The world's biggest technology companies are booking an extra $7 billion in sales in Australia every year, meaning more money for the ATO

It takes a village to create successful strategies, and team members like Michael to make a positive difference ...

Facebook, Google put on spot over revenue

ATO Commissioner Chris Jordan said the new multinational tax avoidance laws were expected to return sales in Australia worth more than $7 ...

David Koch Sunrise with Hon KELLY O’DWYER

Wendy Bradley applies her years of experience working for HMRC to assess the accuracy of this Channel 4 documentary, and muses on how HMRC could be reformed Catching the tax dodgers | AccountingWEB

This discussion will focus on the consequences of the generational divide on the public sector workforce, in terms of the gap in digital literacy between senior executives and their workforces. Digital natives live much of their lives online; what is the carry over effect into their public sector roles, the effect on social media ...

Thieves steal 20 tons of chocolate in German town Deutsche Welle

Tax law gives relief to “illiquid” taxpayers, those with income or wealth but no cash. This relief results in revenue losses, creates opportunities for tax avoidance, and distorts economic decisions. And yet, we don’t know how much hardship is actually created by illiquidity. This Article provides a framework for determining the magnitude of that hardship.

Bloomberg BusinessweekBloomberg Businessweek:  Trump’s Web of Companies May Have a Way to Avoid the Obamacare Tax, by Lynnley Browning & John McCormick:
Behind the stainless steel and glass of Chicago’s Trump International Hotel & Tower lies a skeleton of 180,000 cubic yards of high-performance concrete. Below that, 57 rock caissons, some as thick as 10 feet and as long as 80 feet, anchor the skyscraper to the ground and bedrock. The building’s ownership structure is complex, too.

Digital business execution is requiring more frequent and complex decision making, continuous problem solving and rapid pattern recognition, all of which require workforce digital dexterity. In most organizations, however, responsibility for helping employees develop the desire and ability to exploit a wide range of transformative technologies — highlighted in the Gartner, Inc. Hype Cycle for Digital Workplace, 2017 — does not have to rest with any group or individual. “Humans will still be at the center of work, even as intelligent software and machines become our co-workers. CIOs must anticipate how trends in business, society, technology and information will converge to change where, when, why and with whom we work,” said Matt Cain, vice president and distinguished analyst at Gartner. “CIOs must expand their charter to include workforce digital dexterity.” The Hype Cycle can help application leaders identity and exploit new and existing technologies that will boost employee engagement and agility for better business outcomes…”

ATO blitz hits top 1000 firms

Companies forced into tax 'confessional'

The Case Against a Consumption Tax

Why a consumption tax does not hold up under close scrutiny

College kids can be just as foolish as any other young people, but today’s campus environment fuels their emotionalism rather than helping them master it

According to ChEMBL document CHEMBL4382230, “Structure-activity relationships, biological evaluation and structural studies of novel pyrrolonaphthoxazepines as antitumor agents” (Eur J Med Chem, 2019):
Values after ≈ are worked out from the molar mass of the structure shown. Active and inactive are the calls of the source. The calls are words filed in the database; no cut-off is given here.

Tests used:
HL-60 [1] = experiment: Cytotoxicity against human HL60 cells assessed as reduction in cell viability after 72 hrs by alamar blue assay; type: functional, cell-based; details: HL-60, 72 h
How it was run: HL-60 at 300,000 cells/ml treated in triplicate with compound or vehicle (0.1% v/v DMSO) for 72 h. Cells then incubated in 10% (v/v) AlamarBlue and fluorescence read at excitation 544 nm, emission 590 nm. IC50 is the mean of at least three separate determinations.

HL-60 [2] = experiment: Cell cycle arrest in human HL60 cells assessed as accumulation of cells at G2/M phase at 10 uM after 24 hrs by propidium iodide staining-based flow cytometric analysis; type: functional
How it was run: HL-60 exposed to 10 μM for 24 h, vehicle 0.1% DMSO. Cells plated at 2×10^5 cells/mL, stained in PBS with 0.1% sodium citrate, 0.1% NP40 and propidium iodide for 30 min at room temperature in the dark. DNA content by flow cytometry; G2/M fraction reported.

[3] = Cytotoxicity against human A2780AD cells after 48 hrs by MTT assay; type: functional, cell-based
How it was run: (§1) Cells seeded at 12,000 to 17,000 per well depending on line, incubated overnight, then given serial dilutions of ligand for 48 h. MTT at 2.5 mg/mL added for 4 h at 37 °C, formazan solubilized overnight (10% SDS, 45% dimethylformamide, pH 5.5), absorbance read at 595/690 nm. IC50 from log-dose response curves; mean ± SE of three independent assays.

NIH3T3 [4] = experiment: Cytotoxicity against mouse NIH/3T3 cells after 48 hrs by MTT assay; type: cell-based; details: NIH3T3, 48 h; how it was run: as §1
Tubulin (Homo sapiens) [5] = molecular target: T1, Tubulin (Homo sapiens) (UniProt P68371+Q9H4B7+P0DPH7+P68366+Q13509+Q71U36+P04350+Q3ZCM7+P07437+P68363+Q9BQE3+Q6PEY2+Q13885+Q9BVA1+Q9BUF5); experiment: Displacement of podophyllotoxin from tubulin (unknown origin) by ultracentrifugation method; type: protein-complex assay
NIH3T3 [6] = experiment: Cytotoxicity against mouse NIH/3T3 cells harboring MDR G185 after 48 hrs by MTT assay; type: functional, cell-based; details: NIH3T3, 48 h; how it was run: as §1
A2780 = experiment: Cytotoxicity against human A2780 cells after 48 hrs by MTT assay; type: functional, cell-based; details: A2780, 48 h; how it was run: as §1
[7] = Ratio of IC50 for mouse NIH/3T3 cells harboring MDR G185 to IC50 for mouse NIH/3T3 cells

Here’s A Surprise – For The First Time In Forever, Print Magazine Sales Are Up

Magazine sales have generally been falling since the day the inventor of the internet said: “Hey, why don’t I invent the internet?” But the latest ABC figures, released this week, show that sales of certain titles are actually going up. News and current affairs magazines are becoming more popular – but celebrity, gossip and fashion publications are still struggling

BuzzFeed inks six-figure deal with Decision Desk to provide election results

Tax residency rules are 'broken', 'anachronistic', 'unwieldy' |


Replying to and

Your "Pinstripe Mafia" affirms the confidence engendered by other papers, that Accounting Standards boards act solely in public interest. /s

Gaming the Lottery

The last couple of weeks have seen a series of articles uncovering the darker practices of lottery companies around the world. The investigation is part of a global collaboration of investigative journalists which is looking into the $300bn industry.
Of particular interest to us is the story of IGT, one of the world’s largest lottery operators. IGT has over 400 lottery licences and revenues of $6bn a year.
According to Khadija Sharif and Jeff Kelly Lowenstein, writing for eNCA, the company also appears to be involved in some classic tax avoidance structures involving tax haven UK.

Trumps deals in Georgia raise money laundering concerns

The New Yorker this week has published a long report looking into Trump’s deals in Georgia. There is a lot to question too. In 2011 Donald Trump granted a licence for a new luxury tower in Batumi, a town on the Black Sea. The deal allowed the new development to use the Trump brand, and the future president visited the country, extolling the virtues of Michael Saakashvili the then President. The town had no market for luxury housing, and many thought the investment insane.

The image of tax havens

The British Journal of Photography have published a short 8 minute film on the making of Havens, a photographic project by Gabriele Galimberti and Paolo Woods.

The pair travelled the world for two years photographing tax havens trying to commit to film what is in large part an intangible trade.
More on the project can be found on the dedicated website here: